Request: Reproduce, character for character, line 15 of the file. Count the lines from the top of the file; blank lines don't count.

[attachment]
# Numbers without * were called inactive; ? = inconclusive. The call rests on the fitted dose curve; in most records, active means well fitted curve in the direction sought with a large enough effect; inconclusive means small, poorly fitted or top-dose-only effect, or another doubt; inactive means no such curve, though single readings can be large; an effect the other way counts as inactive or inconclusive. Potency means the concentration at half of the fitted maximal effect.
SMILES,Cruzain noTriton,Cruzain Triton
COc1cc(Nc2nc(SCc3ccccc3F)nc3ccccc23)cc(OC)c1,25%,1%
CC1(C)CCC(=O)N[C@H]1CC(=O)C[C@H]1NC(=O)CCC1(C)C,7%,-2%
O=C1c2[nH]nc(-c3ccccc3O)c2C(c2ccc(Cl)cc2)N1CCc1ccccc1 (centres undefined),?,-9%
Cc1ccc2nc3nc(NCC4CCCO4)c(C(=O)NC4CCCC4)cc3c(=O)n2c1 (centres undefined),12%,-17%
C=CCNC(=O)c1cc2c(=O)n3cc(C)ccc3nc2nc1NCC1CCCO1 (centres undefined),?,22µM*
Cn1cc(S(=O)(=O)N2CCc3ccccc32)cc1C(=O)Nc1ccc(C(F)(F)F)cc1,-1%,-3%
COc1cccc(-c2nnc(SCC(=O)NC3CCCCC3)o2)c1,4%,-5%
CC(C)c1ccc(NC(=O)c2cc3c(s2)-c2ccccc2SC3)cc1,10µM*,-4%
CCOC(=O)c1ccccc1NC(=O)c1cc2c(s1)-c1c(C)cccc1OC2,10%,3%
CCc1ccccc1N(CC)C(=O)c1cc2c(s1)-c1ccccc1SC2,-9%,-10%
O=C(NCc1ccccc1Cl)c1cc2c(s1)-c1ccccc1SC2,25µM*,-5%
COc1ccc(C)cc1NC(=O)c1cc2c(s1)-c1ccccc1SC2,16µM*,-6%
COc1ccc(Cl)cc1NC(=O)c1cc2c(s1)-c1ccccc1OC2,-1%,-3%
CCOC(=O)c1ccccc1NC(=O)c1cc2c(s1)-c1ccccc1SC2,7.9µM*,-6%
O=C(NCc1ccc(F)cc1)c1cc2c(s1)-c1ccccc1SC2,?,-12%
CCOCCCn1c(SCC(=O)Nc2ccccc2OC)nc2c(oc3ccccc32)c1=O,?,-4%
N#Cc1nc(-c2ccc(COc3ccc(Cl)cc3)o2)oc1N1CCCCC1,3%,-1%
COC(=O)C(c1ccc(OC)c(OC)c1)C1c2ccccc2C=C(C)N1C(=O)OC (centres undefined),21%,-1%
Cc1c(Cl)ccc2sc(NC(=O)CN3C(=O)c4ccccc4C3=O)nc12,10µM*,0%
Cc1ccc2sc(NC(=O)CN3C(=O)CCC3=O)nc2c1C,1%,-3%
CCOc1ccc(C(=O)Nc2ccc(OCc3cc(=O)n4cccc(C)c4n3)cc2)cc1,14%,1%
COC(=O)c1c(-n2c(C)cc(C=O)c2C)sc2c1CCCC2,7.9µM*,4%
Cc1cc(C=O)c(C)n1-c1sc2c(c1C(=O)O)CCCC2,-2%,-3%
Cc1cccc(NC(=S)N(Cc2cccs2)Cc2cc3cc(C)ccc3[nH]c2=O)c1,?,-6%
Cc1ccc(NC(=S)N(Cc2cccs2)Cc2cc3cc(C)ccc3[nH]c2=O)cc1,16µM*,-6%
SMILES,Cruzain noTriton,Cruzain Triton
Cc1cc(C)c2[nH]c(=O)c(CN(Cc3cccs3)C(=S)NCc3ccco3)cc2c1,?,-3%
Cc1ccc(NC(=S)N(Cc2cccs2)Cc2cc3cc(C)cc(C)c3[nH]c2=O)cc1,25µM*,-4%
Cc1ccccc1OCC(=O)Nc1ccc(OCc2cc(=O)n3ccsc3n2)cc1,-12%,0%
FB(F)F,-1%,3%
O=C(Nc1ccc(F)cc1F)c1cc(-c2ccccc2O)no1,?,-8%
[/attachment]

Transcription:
COc1ccc(Cl)cc1NC(=O)c1cc2c(s1)-c1ccccc1OC2,-1%,-3%